How we made the decision

We check our guidelines regularly to ensure they remain up to date. We based the decision on surveillance 4 years after the publication of spasticity in under 19s (2012) NICE guideline CG145.

For details of the process and update decisions that are available, see ensuring that published guidelines are current and accurate in 'Developing NICE guidelines: the manual'.

Previous surveillance update decisions for the guideline are on our website.

New evidence

We found 38 new studies in a search for systematic reviews and randomised controlled trials published between 1 July 2014 and 16 May 2016. We also considered 7 additional studies identified by members of the guideline committee who originally worked on this guideline.

Evidence identified in previous surveillance 2 years after publication of the guideline was also considered. This included 7 studies identified by search.

From all sources, 52 studies were considered to be relevant to the guideline.

We also checked for relevant ongoing research, which will be evaluated again at the next surveillance review of the guideline.

See appendix A: summary of new evidence from surveillance and references for all new evidence considered.

Views of topic experts

We considered the views of topic experts, including those who helped to develop the guideline and other correspondence we have received since the publication of the guideline.

Views of stakeholders

Stakeholders commented on the decision not to update the guideline. Overall, 5 stakeholders commented. See appendix B for stakeholders' comments and our responses.

Five stakeholders commented on the proposal to not update the guideline: 2 agreed with the decision and 3 disagreed with the decision.

One stakeholder suggested updating several review questions, including those relating to motor interventions, anti-spasticity treatments, hip screening, therapy approaches, and impact of treatments for motor disorders on functional outcomes. However, surveillance includes all new evidence relevant to the scope and no evidence to suggest these questions should be updated was identified.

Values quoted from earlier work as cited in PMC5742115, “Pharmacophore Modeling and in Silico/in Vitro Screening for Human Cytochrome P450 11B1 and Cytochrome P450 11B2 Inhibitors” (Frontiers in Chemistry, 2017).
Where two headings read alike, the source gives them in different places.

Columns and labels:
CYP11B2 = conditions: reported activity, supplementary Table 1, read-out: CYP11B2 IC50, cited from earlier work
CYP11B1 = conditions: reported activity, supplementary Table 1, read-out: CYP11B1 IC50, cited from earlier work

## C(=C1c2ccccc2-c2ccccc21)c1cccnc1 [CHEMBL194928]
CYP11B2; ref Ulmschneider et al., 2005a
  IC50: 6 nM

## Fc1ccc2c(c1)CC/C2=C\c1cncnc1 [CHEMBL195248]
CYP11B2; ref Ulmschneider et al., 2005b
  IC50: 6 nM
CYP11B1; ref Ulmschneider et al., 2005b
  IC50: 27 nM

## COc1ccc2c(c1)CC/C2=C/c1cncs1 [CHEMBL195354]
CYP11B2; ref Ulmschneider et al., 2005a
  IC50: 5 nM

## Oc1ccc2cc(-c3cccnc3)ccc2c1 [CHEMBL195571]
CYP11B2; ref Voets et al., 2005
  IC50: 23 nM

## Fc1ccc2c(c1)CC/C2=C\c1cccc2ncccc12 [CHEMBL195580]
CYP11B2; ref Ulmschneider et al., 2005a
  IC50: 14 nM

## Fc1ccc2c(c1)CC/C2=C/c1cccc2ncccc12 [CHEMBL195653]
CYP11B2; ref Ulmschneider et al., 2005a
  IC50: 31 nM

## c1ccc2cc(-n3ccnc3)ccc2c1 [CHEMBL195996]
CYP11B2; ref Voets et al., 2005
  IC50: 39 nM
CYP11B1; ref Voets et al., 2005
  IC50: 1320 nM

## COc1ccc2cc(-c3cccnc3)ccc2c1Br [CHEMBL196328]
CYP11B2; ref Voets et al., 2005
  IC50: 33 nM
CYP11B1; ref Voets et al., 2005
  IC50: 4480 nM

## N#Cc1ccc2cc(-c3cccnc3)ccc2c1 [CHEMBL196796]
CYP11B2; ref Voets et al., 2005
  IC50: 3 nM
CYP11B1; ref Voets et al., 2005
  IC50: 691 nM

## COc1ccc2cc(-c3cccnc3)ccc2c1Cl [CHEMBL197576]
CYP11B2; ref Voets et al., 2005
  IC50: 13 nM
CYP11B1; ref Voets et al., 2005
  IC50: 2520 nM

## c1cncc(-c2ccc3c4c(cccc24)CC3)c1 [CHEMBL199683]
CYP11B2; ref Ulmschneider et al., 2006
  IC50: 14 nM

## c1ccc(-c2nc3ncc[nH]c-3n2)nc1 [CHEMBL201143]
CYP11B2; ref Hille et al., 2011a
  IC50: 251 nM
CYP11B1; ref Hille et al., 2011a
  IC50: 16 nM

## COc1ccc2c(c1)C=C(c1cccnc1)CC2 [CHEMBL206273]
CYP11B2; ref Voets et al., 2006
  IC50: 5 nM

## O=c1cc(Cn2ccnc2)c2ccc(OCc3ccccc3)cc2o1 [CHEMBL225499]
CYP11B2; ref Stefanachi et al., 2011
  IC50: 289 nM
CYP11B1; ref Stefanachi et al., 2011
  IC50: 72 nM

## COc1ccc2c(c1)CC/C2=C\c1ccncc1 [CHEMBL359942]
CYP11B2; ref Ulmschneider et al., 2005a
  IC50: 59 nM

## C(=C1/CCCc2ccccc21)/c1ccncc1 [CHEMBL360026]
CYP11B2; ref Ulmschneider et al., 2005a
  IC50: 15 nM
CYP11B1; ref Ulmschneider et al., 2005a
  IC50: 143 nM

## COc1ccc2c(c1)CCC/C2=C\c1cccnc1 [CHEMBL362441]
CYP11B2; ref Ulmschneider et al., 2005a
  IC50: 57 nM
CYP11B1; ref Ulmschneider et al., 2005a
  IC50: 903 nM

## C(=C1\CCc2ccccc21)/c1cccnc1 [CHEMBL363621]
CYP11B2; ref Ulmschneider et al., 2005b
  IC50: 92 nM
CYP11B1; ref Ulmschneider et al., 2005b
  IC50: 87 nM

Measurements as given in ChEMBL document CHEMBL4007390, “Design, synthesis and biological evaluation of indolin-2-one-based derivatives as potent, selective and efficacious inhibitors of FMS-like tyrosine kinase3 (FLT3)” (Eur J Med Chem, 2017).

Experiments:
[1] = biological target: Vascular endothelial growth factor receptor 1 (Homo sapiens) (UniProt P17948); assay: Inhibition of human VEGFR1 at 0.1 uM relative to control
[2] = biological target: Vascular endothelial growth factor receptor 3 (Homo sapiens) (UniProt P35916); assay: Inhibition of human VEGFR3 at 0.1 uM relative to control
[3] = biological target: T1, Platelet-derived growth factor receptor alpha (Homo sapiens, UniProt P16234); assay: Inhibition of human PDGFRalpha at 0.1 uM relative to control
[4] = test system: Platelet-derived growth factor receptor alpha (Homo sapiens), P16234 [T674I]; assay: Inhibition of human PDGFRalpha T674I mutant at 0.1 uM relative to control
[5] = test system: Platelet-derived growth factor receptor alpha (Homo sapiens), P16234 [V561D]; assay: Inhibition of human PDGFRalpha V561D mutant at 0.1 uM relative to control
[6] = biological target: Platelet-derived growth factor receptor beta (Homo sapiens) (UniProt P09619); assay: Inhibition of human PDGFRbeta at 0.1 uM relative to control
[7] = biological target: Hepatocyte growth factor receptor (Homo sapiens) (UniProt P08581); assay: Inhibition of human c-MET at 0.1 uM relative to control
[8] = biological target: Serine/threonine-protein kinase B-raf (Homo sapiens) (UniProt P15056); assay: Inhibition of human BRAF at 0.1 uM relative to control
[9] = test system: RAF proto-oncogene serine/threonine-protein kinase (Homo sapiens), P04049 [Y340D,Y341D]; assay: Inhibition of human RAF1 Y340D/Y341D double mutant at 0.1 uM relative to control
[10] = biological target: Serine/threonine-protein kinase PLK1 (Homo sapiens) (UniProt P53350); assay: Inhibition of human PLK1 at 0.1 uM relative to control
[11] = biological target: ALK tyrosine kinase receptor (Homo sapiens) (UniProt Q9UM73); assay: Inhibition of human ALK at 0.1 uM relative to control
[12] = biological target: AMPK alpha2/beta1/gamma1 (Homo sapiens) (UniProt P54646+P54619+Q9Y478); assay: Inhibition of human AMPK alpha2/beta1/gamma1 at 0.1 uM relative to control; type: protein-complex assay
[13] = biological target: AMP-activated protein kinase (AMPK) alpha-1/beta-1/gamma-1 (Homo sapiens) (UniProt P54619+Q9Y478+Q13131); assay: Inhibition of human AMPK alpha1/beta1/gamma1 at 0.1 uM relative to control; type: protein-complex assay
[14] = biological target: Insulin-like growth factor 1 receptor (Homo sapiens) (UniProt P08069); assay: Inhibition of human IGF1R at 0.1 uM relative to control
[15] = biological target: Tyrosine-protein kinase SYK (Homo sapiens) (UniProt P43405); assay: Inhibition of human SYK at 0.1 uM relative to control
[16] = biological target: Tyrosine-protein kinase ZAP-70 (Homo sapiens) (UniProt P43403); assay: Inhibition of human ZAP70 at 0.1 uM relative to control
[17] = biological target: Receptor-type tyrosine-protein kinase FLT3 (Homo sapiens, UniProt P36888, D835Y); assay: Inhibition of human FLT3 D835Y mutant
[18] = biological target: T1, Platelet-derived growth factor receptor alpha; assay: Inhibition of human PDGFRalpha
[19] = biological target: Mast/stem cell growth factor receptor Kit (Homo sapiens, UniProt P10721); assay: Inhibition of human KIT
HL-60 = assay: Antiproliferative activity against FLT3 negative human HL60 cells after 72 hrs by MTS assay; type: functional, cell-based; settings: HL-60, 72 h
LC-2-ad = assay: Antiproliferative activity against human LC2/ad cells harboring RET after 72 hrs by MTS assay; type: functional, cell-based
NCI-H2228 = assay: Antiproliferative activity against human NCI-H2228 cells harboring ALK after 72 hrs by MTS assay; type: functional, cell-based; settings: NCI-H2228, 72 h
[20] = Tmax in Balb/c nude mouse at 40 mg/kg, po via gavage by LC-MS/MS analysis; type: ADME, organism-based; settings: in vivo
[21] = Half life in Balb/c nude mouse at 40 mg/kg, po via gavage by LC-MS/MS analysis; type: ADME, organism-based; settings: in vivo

Extensions to the scope were suggested by 2 stakeholders; however, no evidence to suggest the scope should be extended was identified. The proposed areas to be added to the scope were:

  • Scoliosis:

    • Surveillance found limited evidence in this area, and scoliosis can be caused by conditions other than spasticity. NICE's guideline on spasticity in under 19s may not therefore be the most appropriate place for guidance on scoliosis.

  • Pure dystonia:

    • Surveillance found no evidence in this area, and dystonias are not limited to people with spasticity. NICE's guideline on spasticity in under 19s may not therefore be the most appropriate place for guidance on pure dystonia.

  • 19–25 year olds:

    • Surveillance found no evidence to support extending the scope in this area, and increasing the age limit of the guideline introduces some questions about managing long-term aspects of spasticity. Currently it is not clear how much evidence is available on this to inform recommendations. Managing spasticity in people aged 19 and over with cerebral palsy will be considered for inclusion in the forthcoming NICE guideline on cerebral palsy in adults.

No new ongoing or published studies were identified by the stakeholders to support views that the guideline should be updated or that the scope should be extended.

See ensuring that published guidelines are current and accurate in 'Developing NICE guidelines: the manual' for more details on our consultation processes.

NICE Surveillance programme project team

Sarah Willett
Associate Director

Philip Alderson
Consultant Clinical Adviser

Emma McFarlane
Technical Adviser

Patrick Langford
Technical Analyst

The NICE project team would like to thank the topic experts who participated in the surveillance process.

ISBN: 978-1-4731-2176-8


This page was last updated: 24 November 2016